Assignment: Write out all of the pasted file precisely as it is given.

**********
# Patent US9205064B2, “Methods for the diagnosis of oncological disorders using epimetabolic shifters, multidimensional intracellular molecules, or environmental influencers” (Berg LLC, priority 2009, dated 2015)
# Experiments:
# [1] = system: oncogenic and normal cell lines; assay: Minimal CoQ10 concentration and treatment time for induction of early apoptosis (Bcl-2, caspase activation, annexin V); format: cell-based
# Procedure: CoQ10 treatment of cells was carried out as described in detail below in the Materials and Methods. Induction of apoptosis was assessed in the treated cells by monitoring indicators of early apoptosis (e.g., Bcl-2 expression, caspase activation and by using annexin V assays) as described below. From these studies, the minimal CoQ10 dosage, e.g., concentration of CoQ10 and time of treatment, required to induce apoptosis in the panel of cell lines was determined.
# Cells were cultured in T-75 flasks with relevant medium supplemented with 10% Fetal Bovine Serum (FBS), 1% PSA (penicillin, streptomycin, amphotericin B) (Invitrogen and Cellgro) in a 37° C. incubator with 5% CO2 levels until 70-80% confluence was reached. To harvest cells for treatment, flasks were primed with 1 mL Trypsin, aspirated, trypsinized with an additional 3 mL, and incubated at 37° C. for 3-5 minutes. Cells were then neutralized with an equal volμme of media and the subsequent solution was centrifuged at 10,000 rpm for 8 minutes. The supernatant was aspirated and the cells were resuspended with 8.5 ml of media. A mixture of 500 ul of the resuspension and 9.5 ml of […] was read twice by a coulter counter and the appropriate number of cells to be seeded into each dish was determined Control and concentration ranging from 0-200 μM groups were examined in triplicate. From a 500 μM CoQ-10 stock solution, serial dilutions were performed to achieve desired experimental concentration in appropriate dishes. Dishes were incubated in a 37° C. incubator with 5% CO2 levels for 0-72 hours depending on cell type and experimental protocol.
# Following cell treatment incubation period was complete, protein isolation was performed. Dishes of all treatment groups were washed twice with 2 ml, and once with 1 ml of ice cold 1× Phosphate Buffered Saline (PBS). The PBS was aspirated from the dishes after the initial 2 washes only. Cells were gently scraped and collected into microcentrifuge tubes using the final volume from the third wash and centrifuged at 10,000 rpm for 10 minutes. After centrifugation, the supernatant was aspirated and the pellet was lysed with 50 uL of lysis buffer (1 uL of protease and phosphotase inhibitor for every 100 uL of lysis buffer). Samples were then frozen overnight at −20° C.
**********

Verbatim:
# Patent US9205064B2, “Methods for the diagnosis of oncological disorders using epimetabolic shifters, multidimensional intracellular molecules, or environmental influencers” (Berg LLC, priority 2009, dated 2015)
# Experiments:
# [1] = system: oncogenic and normal cell lines; assay: Minimal CoQ10 concentration and treatment time for induction of early apoptosis (Bcl-2, caspase activation, annexin V); format: cell-based
# Procedure: CoQ10 treatment of cells was carried out as described in detail below in the Materials and Methods. Induction of apoptosis was assessed in the treated cells by monitoring indicators of early apoptosis (e.g., Bcl-2 expression, caspase activation and by using annexin V assays) as described below. From these studies, the minimal CoQ10 dosage, e.g., concentration of CoQ10 and time of treatment, required to induce apoptosis in the panel of cell lines was determined.
# Cells were cultured in T-75 flasks with relevant medium supplemented with 10% Fetal Bovine Serum (FBS), 1% PSA (penicillin, streptomycin, amphotericin B) (Invitrogen and Cellgro) in a 37° C. incubator with 5% CO2 levels until 70-80% confluence was reached. To harvest cells for treatment, flasks were primed with 1 mL Trypsin, aspirated, trypsinized with an additional 3 mL, and incubated at 37° C. for 3-5 minutes. Cells were then neutralized with an equal volμme of media and the subsequent solution was centrifuged at 10,000 rpm for 8 minutes. The supernatant was aspirated and the cells were resuspended with 8.5 ml of media. A mixture of 500 ul of the resuspension and 9.5 ml of […] was read twice by a coulter counter and the appropriate number of cells to be seeded into each dish was determined Control and concentration ranging from 0-200 μM groups were examined in triplicate. From a 500 μM CoQ-10 stock solution, serial dilutions were performed to achieve desired experimental concentration in appropriate dishes. Dishes were incubated in a 37° C. incubator with 5% CO2 levels for 0-72 hours depending on cell type and experimental protocol.
# Following cell treatment incubation period was complete, protein isolation was performed. Dishes of all treatment groups were washed twice with 2 ml, and once with 1 ml of ice cold 1× Phosphate Buffered Saline (PBS). The PBS was aspirated from the dishes after the initial 2 washes only. Cells were gently scraped and collected into microcentrifuge tubes using the final volume from the third wash and centrifuged at 10,000 rpm for 10 minutes. After centrifugation, the supernatant was aspirated and the pellet was lysed with 50 uL of lysis buffer (1 uL of protease and phosphotase inhibitor for every 100 uL of lysis buffer). Samples were then frozen overnight at −20° C.